One after the other, in quick succession, their great guns opened fire, until the sound was deafening, and it was as if the broad waters were alive. Everywhere were great living fountains in the sea, and around each one the water was churned white as snow.
The "Dresden," which was completed in the year 1907, had been built with the idea of speed, and was but lightly armed. She carried only ten four-inch guns and two torpedo-tubes, and with these she could not hope to put up a fight against such a powerful adversary as the "Invincible." In an old, time-worn phrase, she questioned not the order of her going, but, putting her helm about, fled like a startled roe at very sight of those who had marked her down.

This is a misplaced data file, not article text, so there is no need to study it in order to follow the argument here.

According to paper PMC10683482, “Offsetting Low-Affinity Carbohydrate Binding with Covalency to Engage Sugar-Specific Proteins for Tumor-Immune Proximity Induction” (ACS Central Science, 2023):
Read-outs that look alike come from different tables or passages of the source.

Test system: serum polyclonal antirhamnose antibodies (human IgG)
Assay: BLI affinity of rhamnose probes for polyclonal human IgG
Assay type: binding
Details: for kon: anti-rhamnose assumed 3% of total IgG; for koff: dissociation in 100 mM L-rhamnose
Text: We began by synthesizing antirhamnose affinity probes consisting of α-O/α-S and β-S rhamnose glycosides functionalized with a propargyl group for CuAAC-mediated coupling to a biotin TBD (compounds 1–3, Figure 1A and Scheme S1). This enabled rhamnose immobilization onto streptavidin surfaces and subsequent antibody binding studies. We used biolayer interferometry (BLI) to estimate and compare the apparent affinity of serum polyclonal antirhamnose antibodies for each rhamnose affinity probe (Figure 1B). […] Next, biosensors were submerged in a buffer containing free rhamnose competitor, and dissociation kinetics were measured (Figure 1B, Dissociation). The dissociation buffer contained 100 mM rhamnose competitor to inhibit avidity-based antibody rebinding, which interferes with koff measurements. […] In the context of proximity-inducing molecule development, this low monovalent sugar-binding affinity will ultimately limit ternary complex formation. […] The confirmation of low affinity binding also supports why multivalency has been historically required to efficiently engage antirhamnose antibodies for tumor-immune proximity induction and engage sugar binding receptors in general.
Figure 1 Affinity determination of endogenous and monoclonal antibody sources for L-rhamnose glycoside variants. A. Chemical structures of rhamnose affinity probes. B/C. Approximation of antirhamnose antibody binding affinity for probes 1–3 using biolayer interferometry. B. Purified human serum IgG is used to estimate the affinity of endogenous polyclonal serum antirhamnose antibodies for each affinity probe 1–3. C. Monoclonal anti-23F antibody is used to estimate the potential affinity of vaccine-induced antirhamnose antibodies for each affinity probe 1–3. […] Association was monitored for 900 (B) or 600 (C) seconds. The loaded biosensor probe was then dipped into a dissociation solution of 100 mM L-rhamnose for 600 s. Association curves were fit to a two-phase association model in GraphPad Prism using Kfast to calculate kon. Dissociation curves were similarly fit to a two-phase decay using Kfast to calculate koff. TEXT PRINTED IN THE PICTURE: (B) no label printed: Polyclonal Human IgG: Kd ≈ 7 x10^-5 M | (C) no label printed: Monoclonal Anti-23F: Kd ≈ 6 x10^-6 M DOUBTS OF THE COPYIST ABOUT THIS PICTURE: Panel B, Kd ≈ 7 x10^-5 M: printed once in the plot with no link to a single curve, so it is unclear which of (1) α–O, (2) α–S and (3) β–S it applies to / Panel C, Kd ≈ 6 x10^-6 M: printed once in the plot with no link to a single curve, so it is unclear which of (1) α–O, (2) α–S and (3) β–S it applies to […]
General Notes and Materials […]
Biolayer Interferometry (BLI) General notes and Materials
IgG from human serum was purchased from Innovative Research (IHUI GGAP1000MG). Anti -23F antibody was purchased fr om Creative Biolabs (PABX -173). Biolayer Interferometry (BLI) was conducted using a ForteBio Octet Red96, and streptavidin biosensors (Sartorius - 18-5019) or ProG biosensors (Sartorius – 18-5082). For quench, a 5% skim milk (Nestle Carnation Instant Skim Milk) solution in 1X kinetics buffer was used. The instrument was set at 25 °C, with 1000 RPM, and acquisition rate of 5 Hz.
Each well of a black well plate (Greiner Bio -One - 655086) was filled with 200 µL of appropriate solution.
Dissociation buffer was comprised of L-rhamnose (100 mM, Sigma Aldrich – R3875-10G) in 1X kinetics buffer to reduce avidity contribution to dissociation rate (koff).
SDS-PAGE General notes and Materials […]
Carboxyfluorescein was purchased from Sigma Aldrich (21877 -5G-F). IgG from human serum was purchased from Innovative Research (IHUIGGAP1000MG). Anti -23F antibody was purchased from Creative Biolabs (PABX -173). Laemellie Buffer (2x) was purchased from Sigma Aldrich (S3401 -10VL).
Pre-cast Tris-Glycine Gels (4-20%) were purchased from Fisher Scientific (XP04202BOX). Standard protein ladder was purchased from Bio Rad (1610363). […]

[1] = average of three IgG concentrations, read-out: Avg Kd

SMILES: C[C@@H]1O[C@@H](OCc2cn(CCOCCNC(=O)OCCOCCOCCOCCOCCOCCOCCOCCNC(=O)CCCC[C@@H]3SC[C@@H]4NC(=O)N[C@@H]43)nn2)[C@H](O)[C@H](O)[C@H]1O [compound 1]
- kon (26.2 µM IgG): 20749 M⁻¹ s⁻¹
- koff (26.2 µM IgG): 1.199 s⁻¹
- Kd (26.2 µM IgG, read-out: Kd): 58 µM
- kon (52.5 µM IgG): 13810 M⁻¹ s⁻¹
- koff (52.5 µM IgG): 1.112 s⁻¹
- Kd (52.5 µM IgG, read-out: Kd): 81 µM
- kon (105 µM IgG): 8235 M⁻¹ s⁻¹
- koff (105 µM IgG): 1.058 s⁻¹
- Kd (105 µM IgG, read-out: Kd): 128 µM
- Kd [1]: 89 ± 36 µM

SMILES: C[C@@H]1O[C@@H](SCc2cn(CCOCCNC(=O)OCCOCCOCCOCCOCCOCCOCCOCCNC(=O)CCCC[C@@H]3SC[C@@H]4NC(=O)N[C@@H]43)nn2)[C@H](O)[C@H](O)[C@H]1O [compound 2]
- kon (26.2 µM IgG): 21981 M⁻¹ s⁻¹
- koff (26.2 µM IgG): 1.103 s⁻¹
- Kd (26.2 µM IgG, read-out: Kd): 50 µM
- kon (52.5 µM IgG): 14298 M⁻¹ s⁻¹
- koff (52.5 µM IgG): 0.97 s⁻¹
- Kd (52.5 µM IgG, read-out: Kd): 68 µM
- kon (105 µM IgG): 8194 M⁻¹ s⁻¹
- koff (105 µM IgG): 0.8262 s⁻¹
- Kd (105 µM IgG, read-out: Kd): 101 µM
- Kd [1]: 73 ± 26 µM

It is impossible to describe the feelings of the men on board the "Harlech." They had been rescued, at the eleventh hour, from the very jaws of death; and the sudden knowledge that they, at last, were safe, combined with a sense of relief that the living shells were no longer hooting and shrieking about their ears, had a singular effect not only on every member of the crew, but even upon Captain Crouch himself.
One and all, they worked at the pumps in a kind of frenzied joy, and as they worked, they cheered. It soon became manifest that the "Harlech" would be saved. She had been struck upon the water-line; the forward holds had filled; and had the sea been rough, there is no doubt she would have gone down with all hands on board. As it was, she shipped no water that the pumps were not able to eject. Even as the men worked, her bows rose, inch by inch, to their normal level above the surface of the sea.